The History of Ginger Beer


It’s one of the worlds most popular drinks both on it’s on it’s own and used in cocktails: the humble ginger beer. 

Even though how it’s made has changed over the years, the flavours in the bottle are still one of a kind and can be used in many different ways. 

As far as we know, ginger has been used in different ways as early as 500 BC. Ancient China used it as medicine and to flavour food. In the west, people used it to flavour drinks. During the Victorian era, a drink was brewed that was called ginger beer. 

The drink as we know it today was first brewed in Yorkshire England in the mid-1700s. From there, it’s popularity exploded across the British Empire including what became Canada. 

The most popular way to make ginger beer back in the day was to use the obviously named “ginger beer plant.” It had other names like “bees wine,” but for the purposes of this blog, it’s the ginger beer plant. The name plant was also a little misleading as it was more of a fungus than a plant, but would you want to drink something made of ginger beer fungus? Probably not.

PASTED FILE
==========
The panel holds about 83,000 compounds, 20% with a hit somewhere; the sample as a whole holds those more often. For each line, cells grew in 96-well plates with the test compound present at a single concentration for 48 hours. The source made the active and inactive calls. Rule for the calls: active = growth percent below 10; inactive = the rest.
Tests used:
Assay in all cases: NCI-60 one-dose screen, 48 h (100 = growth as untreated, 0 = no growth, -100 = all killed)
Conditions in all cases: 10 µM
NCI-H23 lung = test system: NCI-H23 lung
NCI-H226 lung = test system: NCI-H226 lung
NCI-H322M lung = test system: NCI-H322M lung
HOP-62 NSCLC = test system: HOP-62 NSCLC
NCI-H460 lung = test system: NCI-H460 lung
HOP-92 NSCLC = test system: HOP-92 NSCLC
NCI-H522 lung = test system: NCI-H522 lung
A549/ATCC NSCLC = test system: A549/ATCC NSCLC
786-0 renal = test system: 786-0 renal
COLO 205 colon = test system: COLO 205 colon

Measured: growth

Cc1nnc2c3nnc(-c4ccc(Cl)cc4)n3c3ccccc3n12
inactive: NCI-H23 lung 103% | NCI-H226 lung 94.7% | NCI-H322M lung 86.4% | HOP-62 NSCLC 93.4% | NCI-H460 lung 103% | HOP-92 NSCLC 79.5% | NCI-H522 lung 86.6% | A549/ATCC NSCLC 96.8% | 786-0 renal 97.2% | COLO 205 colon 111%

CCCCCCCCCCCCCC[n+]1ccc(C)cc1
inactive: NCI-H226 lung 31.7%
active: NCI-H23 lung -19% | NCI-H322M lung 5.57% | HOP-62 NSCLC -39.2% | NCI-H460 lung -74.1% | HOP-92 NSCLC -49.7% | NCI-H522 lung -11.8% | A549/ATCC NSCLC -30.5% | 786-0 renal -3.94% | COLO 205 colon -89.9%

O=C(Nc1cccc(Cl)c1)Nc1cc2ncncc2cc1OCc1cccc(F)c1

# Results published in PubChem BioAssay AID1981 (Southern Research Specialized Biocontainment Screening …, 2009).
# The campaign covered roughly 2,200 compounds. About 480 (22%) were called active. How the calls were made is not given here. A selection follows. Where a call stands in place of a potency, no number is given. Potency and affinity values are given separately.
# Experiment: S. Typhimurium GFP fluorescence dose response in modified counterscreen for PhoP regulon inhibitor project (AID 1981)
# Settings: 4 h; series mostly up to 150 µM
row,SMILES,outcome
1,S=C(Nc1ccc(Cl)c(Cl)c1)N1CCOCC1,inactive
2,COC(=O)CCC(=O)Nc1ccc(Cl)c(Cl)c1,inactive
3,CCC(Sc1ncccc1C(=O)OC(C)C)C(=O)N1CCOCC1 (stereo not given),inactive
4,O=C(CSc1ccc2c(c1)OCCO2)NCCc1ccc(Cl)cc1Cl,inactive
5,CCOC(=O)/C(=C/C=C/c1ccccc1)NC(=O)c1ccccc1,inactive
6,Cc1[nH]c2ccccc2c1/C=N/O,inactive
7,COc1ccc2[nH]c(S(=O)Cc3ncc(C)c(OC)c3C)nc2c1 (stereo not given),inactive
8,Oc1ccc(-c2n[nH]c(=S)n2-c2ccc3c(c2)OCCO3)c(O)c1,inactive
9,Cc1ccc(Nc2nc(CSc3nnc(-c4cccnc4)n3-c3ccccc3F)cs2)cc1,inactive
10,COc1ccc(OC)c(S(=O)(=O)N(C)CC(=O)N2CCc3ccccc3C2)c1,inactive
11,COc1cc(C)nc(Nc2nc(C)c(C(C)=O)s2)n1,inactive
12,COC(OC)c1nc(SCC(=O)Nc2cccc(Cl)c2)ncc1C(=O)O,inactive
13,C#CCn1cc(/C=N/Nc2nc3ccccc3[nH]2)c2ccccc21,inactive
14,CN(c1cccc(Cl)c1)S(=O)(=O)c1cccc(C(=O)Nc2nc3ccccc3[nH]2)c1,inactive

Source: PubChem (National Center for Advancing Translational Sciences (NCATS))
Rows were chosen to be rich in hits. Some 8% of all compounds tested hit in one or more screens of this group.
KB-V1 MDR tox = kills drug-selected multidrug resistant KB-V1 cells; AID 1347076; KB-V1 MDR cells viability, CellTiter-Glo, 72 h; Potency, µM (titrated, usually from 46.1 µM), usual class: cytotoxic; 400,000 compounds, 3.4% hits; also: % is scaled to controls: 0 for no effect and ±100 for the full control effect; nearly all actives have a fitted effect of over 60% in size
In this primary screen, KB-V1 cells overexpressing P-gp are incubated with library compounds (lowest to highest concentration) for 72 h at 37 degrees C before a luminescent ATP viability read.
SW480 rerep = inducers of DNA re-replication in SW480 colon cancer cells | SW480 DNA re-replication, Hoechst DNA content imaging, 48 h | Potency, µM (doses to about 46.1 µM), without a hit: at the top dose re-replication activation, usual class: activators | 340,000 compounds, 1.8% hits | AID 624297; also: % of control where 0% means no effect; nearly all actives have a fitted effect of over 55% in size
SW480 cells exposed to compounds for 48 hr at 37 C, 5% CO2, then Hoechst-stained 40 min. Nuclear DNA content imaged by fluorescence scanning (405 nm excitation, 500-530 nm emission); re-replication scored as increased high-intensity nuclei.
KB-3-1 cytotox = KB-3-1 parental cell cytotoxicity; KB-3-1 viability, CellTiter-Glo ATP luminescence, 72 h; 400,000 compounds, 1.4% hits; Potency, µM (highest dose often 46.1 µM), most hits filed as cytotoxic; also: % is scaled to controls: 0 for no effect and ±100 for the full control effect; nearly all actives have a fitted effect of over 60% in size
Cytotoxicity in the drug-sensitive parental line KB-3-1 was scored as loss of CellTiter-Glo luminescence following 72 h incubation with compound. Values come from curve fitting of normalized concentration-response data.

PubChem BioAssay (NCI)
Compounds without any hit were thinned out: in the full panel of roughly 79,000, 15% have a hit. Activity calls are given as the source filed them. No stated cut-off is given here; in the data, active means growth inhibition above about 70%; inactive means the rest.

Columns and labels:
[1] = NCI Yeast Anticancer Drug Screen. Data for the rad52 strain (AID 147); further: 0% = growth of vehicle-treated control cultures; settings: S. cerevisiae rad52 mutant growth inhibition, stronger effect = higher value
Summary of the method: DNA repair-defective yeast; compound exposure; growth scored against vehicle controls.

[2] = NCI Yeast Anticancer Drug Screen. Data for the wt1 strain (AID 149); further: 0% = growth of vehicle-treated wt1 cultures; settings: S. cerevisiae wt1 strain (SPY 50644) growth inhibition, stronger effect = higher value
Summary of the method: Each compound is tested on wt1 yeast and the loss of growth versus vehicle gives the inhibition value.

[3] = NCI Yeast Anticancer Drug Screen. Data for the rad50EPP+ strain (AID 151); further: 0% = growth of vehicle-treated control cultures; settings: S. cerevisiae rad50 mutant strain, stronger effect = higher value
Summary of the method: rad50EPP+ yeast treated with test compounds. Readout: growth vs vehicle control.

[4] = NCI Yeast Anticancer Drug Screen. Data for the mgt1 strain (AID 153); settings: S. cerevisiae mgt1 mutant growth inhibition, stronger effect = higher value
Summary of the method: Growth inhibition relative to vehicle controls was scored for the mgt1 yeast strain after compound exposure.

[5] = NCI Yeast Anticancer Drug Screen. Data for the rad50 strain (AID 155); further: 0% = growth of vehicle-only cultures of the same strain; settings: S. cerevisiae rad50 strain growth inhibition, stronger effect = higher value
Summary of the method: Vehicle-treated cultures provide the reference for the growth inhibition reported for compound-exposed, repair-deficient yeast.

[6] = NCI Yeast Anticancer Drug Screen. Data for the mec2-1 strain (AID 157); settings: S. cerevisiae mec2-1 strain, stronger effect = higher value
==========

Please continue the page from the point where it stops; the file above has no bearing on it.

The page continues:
Anyway, the ginger plant would be included with water, sugar, ginger and flavours (such as lemon and even cream of tartar) that individual brewers would pick to brew with. The mixture would be left to ferment for several days before it was ready. 

When the ginger beer plant made it’s way to the UK, some of the plant used to be saved to use in future batches, almost like a sourdough starter. Some supplies were handed down through generations. 

For a variety of reasons, whether it be safety or supply, the ginger beer plant is hardly used today, if at all. 

Brewers have found you can come up with similar results using using the same ingredients (water, sugar and ginger), just replacing the ginger beer plant with brewer’s or baker’s yeast. 

Ginger beer is available with or without alcohol already in it. 

On it’s own, ginger beer can be quite bitter. So, if you’re going to drink it as just a ginger beer, then adding ice and lemon is highly recommended to cut down some of that bitterness for a more balanced drink.

Otherwise, ginger beer can be used in a variety of cocktails most notably the Moscow Mule (vodka, lime and ice) or a Dark and Stormy (dark rum, bitters and ice.) 

While those drinks are the most popular cocktails using ginger beer, the options are virtually limitless and a quick Google will give you all kinds of options. 

What’s your favourite way to enjoy ginger beer? 

Joel Gasson